A stumbling block in Beijing
To its credit, the international community has taken steps to free up resources to assist countries facing severe economic difficulties. Last year, the IMF approved the issuance of $650 billion in reserve assets to member countries, with wealthy countries slowly starting to make their shares of the issuance available to poorer nations. But even a process as unwieldy—and so far ineffective—as the G20 Common Framework is only available to the poorest countries. There is no systematic path forward for emerging-market countries like Sri Lanka and others that may yet default.
The key stumbling block is China, which—despite its professed commitment to international standards—is likely to remain resistant to international rules that affect its massive exposure as a sovereign lender. There have been recent examples of effective debt workouts for middle-income countries: Ecuador in 2020, for instance, and Suriname last year. The lessons of those two restructurings, which involved Chinese loans, need to be closely examined. Otherwise, more countries like Sri Lanka will be left without recourse.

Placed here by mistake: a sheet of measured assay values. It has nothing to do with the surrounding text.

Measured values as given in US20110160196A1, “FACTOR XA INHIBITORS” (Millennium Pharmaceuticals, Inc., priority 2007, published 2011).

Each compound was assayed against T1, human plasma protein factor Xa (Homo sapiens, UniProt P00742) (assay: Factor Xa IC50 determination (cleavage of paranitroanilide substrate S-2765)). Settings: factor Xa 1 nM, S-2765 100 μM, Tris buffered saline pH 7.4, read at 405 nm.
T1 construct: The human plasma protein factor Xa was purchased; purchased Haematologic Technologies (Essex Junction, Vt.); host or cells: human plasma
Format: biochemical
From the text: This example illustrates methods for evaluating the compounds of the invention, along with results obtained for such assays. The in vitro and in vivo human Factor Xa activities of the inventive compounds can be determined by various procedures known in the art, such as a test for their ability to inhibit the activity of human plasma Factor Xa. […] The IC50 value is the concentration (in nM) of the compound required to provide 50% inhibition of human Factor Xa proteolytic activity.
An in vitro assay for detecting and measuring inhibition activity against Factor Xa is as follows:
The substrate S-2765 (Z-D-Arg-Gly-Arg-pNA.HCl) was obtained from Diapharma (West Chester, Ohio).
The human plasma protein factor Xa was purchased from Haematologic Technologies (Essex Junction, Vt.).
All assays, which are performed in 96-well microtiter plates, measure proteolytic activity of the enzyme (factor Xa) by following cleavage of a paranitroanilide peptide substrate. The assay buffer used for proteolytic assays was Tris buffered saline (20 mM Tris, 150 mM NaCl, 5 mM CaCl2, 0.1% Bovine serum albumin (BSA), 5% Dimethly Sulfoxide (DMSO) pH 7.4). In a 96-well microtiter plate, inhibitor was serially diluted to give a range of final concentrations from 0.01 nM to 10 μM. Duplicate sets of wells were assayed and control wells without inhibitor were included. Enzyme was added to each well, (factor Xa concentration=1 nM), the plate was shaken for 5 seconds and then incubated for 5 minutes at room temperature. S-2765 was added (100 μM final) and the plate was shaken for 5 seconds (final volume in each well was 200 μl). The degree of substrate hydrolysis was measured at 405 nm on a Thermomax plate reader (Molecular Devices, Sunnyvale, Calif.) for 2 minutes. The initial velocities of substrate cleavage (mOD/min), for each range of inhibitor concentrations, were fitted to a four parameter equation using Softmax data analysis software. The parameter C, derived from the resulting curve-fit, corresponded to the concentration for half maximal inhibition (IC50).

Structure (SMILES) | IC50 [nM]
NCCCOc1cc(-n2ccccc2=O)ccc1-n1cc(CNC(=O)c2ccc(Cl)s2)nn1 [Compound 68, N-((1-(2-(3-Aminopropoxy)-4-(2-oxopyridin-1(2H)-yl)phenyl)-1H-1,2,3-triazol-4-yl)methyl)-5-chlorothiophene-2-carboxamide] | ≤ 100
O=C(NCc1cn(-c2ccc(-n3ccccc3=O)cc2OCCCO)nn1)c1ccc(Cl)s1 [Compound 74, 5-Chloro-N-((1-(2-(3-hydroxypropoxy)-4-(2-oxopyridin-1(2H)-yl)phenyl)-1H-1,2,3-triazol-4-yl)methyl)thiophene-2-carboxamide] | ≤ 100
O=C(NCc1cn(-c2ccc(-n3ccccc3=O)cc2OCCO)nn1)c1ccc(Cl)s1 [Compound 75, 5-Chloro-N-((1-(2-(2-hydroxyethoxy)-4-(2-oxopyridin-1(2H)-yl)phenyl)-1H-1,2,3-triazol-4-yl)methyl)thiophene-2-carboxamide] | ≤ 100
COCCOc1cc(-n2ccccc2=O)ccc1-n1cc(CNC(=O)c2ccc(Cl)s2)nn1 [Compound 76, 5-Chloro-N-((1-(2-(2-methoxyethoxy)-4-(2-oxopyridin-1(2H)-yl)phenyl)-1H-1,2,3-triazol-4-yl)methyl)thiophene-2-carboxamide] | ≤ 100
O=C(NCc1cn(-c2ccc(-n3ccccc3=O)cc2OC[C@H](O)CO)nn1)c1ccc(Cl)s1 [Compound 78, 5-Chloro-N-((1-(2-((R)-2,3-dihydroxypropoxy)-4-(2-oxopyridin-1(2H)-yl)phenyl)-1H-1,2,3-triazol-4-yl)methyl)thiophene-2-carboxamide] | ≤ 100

One immediate need is to consider a return to temporary suspension of interest payments—for both poor and middle-income countries—to give countries breathing room, and to introduce some form of bridge financing if financial assurances to the IMF are not forthcoming in a timely fashion. The “chair’s summary” issued at the conclusion of the finance ministers in Indonesia meeting (in lieu of the absent communiqué) makes clear that the debt issues received attention. But there appears to be little political stamina to take on these weighty issues.
With interest rates and inflation soaring and the winds of crisis building across the globe, world leaders soon will have little choice but to return to these issues in order to avoid a catastrophe.
Vasuki Shastry, formerly with the IMF, Monetary Authority of Singapore, and Standard Chartered Bank, is the author of “Has Asia Lost It? Dynamic Past, Turbulent Future.” Follow him on Twitter: @vshastry.
Jeremy Mark is a senior fellow with the Atlantic Council’s Geoeconomics Center. He previously worked for the IMF and the Asian Wall Street Journal.